With great pleasure we announce that the ECO-DRR Project Cooperation Agreement between UN-Environment and the Partners for Resilience has been signed. The project will run until December 2021 and the official project kick-off will take place on May 13th in Geneva. Inception Workshops in the five implementation countries (see below) will be organised in June and July this year.
The European Commission (EU DEVCO) has awarded the program to UNEP, in collaboration with Partners for Resilience (PfR), to focus on scaling-up Ecosystem based Disaster Risk Reduction (Eco-DRR) interventions and promote large scale implementation of Eco-DRR in countries. The program contains three components (see below) and The Netherlands Red Cross will be the lead and coordinator of PfR for the program component 2 which focusses on generating, documenting and disseminating models for scaling-up Eco-DRR with local actors.
Over the past decade, disasters linked to natural hazards have exacted a significant toll on human lives, livelihoods, assets and economies. Ecosystem-based Disaster Risk Reduction (Eco-DRR) is an approach where the regulatory functions of ecosystems (such as forests, wetlands and mangroves) are systematically harnessed to mitigate, prevent, or buffer against disasters. Eco-DRR recognizes that ecosystems can provide disaster risk reduction services as well as offer other ecosystem services of productive and cultural value, which also contribute to building local resilience to disasters and climate change.
PfR is formed an alliance of 5 Netherlands-based NGOs: the Netherlands Red Cross, CARE Netherlands, Cordaid, the Red Cross Climate Centre and Wetlands International. Since 2010, PfR partners have been implementing field projects and policy dialogues that integrate ecosystem management, disaster risk reduction and climate change adaptation. The project will be managed by UN Environment’s Crisis Management Branch which also houses the secretariat of the Partnership for Environment and Disaster Risk Reduction (PEDRR), a global alliance of 24 international agencies, NGOs, and specialist institutes. PEDRR has a weekly newsletter and well-established social media that reach over 15,000 readers daily and through which many project lessons learned will be disseminated. PEDRR Eco-DRR regional networks are being created for greater regional capacity and expansion of communities of practice.
Contact person UN-Environment:
Karen Sudmeier & Marisol Estrella / UN-Environment
firstname.lastname@example.org / email@example.com
Contact person Partners for Resilience:
Vincent van Haaren / Netherlands Red Cross
Main Project Components
1. Leveraging - public and private investment for scaling up Eco-DRR
Eco-DRR approaches will be integrated in planned or ongoing large-scale public and private investments for poverty alleviation, development, risk reduction and climate change mitigation/ adaptation in India and the Philippines.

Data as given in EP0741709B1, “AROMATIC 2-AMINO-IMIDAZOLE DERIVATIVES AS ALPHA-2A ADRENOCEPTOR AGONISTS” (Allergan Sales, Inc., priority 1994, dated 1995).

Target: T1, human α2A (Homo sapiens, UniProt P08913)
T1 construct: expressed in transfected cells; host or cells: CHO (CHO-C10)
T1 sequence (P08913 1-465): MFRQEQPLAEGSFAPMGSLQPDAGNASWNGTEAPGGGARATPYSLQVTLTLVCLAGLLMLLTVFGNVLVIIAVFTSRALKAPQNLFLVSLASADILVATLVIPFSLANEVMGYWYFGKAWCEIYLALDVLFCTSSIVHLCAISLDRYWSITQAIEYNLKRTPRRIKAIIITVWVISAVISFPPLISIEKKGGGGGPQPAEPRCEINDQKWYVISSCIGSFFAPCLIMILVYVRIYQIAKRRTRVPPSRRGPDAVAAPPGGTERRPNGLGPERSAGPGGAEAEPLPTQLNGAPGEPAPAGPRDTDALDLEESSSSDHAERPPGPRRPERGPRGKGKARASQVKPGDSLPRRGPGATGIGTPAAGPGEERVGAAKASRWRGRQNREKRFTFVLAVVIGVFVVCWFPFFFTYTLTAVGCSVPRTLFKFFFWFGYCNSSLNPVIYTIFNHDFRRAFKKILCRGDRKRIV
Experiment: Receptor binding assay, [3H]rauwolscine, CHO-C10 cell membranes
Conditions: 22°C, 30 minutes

2. Demonstrating – models for scaling-up Eco-DRR with local actors
Projects that demonstrate community-based Eco-DRR will be planned and implemented in 5 countries (see next page). Building on existing pilot projects of PfR partners, the approach will be implemented across broader landscapes, to demonstrate the full potential of Eco-DRR and create and document models for scaling-up community-based Eco-DRR.
Countries and key activities:
- Haiti - enhancing and upscaling Eco DRR activities to drought-affected areas to strengthen communities’ coping capacities and tackle food-insecurity;
- India - upscaling and mainstreaming Eco-DRR approaches to lake basins and a dry-land area in order to manage water-induced risks in urban spaces;
- Indonesia - extension and upscaling of Indonesia Peatland Partnership Fund for improved community-based peatland management and use to prevent both flooding and drought;
- Uganda - strengthening river catchment management through multi-stakeholder engagement to reduce and prevent flood, drought and soil loss, in order to tackle food-insecurity
- Ethiopia – upscaling Eco-DRR through integration in existing planning and risk management processes to prevent drought, diseases and conflict over water sources
3. Mainstreaming – to catalyze new investments in ecosystems and new Eco-DRR initiatives through capacity-building. This component includes:
- Developing and upscaling Eco-DRR capacities through universities, training institutions and on-line courses;
- Eco-DRR Opportunity Mapping Tool identifies areas for ecosystem protection and restoration to attract public and private sector investments in project countries;
- Developing guidelines and trainings to support implementation of Eco-DRR-related components of key international framework agreements.
- Virtual Global Support Center which provides technical assistance on Eco-DRR globally through the PEDRR secretariat.